> I don't agree. That behavior is implementation defined, and that has a
> specific meaning. Certainly implementations can implement additional
> extensions, provided they don't conflict with the behavior specified in
Could you please clarify what exactly is implementation-defined here,
according to your reading? What decision in this are implementors
supposed to make for themselves and document for their users?
In any case, our readings of the standards differ. How can we figure
out what the correct interpretation is? Is there background information
on Austin Group's bug tracker or mailing lists, for example? Or can we
just ask them?
> > The passage Mikael quoted specifies that running the last command in
> > a pipeline in a subshell by default is permitted in certain cases,
> > outlined by the phrases "as an extension" and "may".
> > The definition of "may"¹ says it's used to describe "optional" behaviours,
> > and that conforming applications should tolerate both presence and
> > absence of that behaviour.
> It says that an "application should not rely on the existence of the
> feature or behavior." It doesn't say that we can't rely on the absence
> of that feature in a conforming environment.
If "may" describes a feature on whose _absence_ conforming applications
may rely, then what's the difference between "may" and "shall not"? And
between their respective opposites, "need not" and "shall"?
For example, consider this bit from [2.3.1]: "Implementations also may
provide predefined valid aliases that are in effect when the shell is
invoked." If conforming applications can rely on the absence of
predefined aliases, that would imply that conforming implementations
must not predefine aliases.
> > To summarize, I don't see why behaviour specified with the phrases "as
> > an extension" and "may" should be off by default in a POSIX-conforming
> > mode. Would you elaborate on this?
> Because the behavior materially differs between the behavior specified
> declaratively (albeit without "shall") and the extension. If we were
> talking about situations where the behavior was a choice between
> producing an error (that is, just failing) and producing a useful
> output, then clearly nobody would care: just don't rely on the program
> failing if you give it the syntax specified in an extension.
> For example, the shell is permitted to recognize additional arithmetic
> expressions as an extension. It would be permissible for the shell to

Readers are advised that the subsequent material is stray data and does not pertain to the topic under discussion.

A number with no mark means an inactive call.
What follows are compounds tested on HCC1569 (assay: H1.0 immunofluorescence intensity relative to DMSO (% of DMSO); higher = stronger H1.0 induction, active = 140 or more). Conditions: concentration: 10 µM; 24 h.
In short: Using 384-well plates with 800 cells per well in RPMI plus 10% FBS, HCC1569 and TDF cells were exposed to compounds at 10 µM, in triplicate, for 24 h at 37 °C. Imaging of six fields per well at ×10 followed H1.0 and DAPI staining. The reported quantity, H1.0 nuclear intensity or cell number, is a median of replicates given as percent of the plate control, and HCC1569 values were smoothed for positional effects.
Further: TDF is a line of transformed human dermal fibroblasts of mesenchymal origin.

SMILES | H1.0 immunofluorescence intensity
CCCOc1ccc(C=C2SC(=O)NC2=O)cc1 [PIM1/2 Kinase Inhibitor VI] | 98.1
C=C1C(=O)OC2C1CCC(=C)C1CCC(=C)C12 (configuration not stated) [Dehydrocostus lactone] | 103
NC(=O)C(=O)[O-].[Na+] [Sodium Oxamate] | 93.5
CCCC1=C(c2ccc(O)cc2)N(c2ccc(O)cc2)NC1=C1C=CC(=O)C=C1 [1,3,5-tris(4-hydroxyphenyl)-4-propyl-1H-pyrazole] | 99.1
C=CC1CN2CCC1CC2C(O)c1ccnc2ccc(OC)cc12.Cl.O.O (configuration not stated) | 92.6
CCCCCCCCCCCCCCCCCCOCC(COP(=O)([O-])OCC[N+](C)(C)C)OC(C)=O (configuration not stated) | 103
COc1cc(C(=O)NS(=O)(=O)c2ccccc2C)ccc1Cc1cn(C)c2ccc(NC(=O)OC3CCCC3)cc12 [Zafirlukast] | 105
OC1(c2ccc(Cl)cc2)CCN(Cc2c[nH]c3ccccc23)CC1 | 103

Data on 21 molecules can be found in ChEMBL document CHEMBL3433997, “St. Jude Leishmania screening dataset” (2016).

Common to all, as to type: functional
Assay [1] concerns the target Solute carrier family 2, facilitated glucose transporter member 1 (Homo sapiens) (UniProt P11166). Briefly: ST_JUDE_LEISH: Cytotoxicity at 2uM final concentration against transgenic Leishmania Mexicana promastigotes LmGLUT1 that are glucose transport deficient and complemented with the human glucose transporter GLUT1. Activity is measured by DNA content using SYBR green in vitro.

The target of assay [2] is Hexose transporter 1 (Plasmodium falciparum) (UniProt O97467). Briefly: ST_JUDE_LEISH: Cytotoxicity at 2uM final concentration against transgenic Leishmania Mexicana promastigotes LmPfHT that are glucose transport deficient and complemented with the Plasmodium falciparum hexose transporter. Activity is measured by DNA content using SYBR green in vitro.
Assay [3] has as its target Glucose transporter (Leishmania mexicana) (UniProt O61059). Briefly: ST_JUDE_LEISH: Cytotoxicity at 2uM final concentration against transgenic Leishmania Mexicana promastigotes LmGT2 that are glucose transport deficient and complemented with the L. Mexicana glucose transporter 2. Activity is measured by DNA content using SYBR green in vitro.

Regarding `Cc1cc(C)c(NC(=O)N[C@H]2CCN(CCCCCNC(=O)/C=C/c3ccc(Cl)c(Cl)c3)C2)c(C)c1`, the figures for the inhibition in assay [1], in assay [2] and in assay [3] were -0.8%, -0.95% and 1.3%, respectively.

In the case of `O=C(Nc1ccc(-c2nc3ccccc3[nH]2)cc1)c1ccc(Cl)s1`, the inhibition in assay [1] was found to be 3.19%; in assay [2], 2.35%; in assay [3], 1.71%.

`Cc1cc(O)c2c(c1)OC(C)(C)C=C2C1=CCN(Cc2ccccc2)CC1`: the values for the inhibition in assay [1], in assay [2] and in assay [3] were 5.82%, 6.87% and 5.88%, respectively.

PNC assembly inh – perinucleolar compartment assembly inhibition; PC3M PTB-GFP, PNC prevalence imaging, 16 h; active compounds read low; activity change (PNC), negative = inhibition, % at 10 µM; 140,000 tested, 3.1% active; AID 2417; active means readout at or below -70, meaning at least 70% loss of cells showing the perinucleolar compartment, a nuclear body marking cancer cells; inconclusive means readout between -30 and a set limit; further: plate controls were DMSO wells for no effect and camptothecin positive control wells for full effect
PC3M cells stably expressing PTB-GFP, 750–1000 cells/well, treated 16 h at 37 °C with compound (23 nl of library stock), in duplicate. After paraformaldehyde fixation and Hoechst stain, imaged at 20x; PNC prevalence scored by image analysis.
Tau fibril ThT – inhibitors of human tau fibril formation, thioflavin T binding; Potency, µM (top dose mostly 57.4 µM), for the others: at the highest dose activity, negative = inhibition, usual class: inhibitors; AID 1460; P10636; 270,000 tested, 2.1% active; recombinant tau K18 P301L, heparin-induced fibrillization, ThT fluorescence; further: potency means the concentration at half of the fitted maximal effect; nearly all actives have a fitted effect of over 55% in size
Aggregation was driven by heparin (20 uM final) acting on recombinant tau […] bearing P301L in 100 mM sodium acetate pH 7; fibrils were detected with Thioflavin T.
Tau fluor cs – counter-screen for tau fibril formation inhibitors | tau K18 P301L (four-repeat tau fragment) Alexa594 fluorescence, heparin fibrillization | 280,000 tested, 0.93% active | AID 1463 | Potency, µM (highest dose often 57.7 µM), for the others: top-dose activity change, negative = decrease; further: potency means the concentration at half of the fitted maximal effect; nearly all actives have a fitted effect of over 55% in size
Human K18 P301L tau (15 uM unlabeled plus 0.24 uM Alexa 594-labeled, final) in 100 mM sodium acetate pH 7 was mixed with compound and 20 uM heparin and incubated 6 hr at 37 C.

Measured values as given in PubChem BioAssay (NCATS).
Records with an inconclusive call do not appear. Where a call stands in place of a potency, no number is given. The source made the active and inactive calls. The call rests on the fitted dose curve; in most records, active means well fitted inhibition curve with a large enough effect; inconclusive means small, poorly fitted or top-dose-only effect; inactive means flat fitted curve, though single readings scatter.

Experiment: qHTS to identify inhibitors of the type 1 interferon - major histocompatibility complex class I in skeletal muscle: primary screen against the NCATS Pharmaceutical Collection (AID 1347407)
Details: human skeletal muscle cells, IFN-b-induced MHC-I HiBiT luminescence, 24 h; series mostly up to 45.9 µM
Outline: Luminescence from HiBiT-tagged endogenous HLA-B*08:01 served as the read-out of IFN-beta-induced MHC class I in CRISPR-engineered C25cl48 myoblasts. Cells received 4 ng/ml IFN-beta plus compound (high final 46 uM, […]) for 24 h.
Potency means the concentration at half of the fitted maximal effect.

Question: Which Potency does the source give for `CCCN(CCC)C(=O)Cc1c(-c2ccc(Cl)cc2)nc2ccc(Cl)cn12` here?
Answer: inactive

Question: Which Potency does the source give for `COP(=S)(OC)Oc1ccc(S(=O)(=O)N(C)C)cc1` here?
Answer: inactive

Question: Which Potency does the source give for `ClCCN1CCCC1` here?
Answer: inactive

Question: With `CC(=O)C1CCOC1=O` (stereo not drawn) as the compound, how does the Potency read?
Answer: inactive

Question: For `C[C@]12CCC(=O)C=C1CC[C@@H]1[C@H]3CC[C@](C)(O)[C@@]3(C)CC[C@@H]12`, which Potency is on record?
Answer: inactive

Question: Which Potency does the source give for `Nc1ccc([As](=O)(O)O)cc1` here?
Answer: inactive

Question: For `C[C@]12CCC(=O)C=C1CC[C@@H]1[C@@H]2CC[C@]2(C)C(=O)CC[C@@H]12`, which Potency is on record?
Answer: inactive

> understand the legacy C-style expressions like =* (instead of *=), but
> when in POSIX mode, the following would need to print -4:
> sh -c 'x=2; : $((x =- 4)); echo $x'
> For behaviors where there is no conflict, such as =*, then we could
> always print 8 here, even in a POSIX mode:
> sh -c 'x=2; : $((x =* 4)); echo $x'
Thanks. I understand your argument; not sure yet whether I agree with it.
> > (On the other hand, I'm not sure why they bothered to write the words
> > "as an extension" there. They don't seem to change the meaning one way
> > or the other.)
> In general, we have to assume standards authors (and legislators) wrote
> the text for a reason and not to be wasteful with words. Therefore, we
> should assume there is a relevant difference in meaning.
That's exactly why I questioned whether the behaviour in question was
a "non-standard extension": I was trying to interpret the term
'non-standard' within the phrase 'non-standard extension' as
> > Well, perhaps there is something we can do to make their lives easier.
> > Continuing the analogy to C, gcc(1) has -fsigned-char/-funsigned-char
> > flags to help unportable programs. However, I hesitate to propose
> > adding an option just for this: adding options is always easy to
> > suggest, but not always a good idea.
> > Since zsh already incorporates a parser for sh scripts, perhaps we could
> > write a tool that automatically adds parentheses to the last element in
> > every pipeline. That's not such a crazy idea: it already exists (in a
> > much more general form) for C: http://coccinelle.lip6.fr/